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The Soul of a People

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'The observance of the law alone entitles to the right of belonging to my religion.'—Saying of the Buddha.

For the first few years of my stay in Burma my life was so full of excitement that I had little care or time for any thought but of to-day. There was, first of all, my few months in Upper Burma in the King's time before the war, months which were full of danger and the exhilaration of danger, when all the surroundings were too new and too curious to leave leisure for examination beneath the surface. Then came the flight from Upper Burma at the time of the war, and then the war itself. And this war lasted four years. Not four years of fighting in Burma proper, for most of the Irrawaddy valley was peaceful enough by the end of 1889; but as the central parts quieted down, I was sent to the frontier, first on the North and then on the East by the Chin mountains; so that it was not until 1890 that a transfer to a more settled part gave me quiet and opportunity for consideration of all I had seen and known. For it was in those years that I gained most of whatever little knowledge I have of the Burmese people.

Months, very many months, I passed with no one to speak to, with no other companions but Burmese. I have been with them in joy and in sorrow, I have fought with them and against them, and sat round the camp-fire after the day's work and talked of it all. I have had many friends amongst them, friends I shall always honour; and I have seen them killed sometimes in our fights, or dead of fever in the marshes of the frontier. I have known them from the labourer to the Prime Minister, from the little neophyte just accepted into the faith to the head of all the Burmese religion. I have known their wives and daughters; have watched many a flirtation in the warm scented evenings; and have seen girls become wives and wives mothers while I have lived amongst them. So that although when the country settled down, and we built houses for ourselves and returned more to English modes of living, I felt that I was drifting away from them into the conventionality and ignorance of our official lives, yet I had in my memory much of what I had seen, much of what I had done, that I shall never forget. I felt that I had been—even if it were only for a time—behind the veil, where it is so hard to come.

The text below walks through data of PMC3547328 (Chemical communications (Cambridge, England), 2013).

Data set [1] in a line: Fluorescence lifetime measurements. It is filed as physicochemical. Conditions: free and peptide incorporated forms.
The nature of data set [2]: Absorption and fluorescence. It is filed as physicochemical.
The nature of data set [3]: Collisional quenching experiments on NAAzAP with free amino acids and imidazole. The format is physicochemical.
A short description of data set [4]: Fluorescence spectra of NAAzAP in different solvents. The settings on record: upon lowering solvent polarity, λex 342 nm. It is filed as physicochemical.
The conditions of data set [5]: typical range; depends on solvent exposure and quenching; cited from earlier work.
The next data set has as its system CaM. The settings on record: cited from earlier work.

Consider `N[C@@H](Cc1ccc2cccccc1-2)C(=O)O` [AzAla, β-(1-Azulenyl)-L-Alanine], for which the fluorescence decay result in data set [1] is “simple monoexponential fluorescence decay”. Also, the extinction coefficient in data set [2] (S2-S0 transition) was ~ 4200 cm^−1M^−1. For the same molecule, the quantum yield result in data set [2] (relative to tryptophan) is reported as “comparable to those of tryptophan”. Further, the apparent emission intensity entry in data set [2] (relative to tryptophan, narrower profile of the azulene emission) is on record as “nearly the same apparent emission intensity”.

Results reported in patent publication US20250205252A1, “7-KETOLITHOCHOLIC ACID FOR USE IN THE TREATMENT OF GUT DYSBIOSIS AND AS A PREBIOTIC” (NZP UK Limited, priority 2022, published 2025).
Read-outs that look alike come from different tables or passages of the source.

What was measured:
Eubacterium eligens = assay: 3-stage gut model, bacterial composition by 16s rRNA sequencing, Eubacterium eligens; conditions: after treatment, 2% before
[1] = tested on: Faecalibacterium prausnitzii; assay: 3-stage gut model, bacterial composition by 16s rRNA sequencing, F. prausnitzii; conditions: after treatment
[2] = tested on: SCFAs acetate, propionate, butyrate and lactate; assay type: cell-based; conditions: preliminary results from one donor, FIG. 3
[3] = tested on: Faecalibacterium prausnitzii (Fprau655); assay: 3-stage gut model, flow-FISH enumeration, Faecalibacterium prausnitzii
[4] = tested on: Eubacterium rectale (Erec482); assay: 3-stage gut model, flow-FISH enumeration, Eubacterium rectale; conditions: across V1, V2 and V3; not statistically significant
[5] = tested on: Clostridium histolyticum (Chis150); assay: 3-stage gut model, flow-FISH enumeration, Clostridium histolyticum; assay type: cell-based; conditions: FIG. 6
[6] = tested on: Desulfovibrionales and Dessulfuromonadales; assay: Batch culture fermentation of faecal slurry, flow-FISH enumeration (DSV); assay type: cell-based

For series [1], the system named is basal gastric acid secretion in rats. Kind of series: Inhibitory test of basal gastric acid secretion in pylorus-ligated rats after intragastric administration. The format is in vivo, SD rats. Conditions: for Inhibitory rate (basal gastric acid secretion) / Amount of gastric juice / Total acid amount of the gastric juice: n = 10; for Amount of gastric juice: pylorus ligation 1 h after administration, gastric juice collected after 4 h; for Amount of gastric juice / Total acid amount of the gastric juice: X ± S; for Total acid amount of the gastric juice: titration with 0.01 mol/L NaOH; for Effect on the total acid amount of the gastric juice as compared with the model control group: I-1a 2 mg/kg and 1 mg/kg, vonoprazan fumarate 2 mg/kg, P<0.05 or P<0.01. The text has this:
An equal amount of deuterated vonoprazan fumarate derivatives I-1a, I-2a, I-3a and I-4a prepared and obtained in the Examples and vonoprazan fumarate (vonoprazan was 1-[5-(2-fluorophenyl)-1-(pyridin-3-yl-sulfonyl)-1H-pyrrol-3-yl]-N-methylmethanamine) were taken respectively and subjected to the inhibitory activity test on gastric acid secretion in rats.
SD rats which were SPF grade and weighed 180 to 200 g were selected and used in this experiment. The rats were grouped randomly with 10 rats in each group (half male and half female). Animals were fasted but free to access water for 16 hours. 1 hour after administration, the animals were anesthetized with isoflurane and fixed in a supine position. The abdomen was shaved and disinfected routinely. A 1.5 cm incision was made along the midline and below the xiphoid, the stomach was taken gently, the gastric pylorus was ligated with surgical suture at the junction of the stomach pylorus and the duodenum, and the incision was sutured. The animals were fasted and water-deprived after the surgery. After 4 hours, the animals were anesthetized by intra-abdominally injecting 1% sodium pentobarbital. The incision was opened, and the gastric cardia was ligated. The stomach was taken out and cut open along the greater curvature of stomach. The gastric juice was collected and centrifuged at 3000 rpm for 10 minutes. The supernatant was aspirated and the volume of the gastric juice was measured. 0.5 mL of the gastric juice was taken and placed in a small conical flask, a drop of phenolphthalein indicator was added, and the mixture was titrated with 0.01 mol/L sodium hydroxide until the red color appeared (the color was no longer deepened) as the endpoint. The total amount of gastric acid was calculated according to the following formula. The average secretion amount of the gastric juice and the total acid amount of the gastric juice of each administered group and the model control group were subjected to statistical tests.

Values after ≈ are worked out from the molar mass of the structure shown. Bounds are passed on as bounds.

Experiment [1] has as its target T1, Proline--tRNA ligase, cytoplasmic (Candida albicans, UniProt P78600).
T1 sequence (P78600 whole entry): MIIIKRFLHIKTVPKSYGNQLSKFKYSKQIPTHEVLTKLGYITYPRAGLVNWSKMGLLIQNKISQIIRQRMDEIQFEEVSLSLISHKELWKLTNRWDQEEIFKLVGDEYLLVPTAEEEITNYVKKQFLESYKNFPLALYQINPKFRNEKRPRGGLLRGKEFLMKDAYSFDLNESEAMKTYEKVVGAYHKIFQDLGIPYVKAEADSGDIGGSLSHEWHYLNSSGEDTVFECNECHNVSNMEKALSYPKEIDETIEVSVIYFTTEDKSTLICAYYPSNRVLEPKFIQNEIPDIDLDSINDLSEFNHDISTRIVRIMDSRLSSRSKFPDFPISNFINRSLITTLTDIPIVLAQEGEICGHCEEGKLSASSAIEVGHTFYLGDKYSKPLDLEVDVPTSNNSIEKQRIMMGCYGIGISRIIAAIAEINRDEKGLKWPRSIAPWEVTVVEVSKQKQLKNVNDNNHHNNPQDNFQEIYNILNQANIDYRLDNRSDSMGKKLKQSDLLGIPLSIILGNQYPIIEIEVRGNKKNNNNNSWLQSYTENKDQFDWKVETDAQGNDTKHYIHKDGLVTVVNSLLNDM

In looking over these memories it seemed to me that there were many things I did not understand, acts of theirs and customs, which I had seen and noted, but of which I did not know the reason. We all know how hard it is to see into the heart even of our own people, those of our flesh and blood who are with us always, whose ways are our ways, and whose thoughts are akin to ours. And if this be so with them, it is ten thousand times harder with those whose ways are not our ways, and from whose thoughts we must be far apart. It is true that there are no dark places in the lives of the Burmese as there are in the lives of other Orientals. All is open to the light of day in their homes and in their religion, and their women are the freest in the world. Yet the barriers of a strange tongue and a strange religion, and of ways caused by another climate than ours, is so great that, even to those of us who have every wish and every opportunity to understand, it seems sometimes as if we should never know their hearts. It seems as if we should never learn more of their ways than just the outside—that curiously varied outside which is so deceptive, and which is so apt to prevent our understanding that they are men just as we are, and not strange creations from some far-away planet.

So when I settled down and sought to know more of the meaning of what I had seen, I thought that first of all I must learn somewhat of their religion, of that mainspring of many actions, which seemed sometimes admirable, sometimes the reverse, and nearly always foreign to my ideas. It is true that I knew they were Buddhists, that I recognized the yellow-robed monks as followers of the word of Gaudama the Buddha, and that I had a general acquaintance with the theory of their faith as picked up from a book or two—notably, Rhys Davids' 'Buddhism' and Bishop Bigandet's book—and from many inconsequent talks with the monks and others....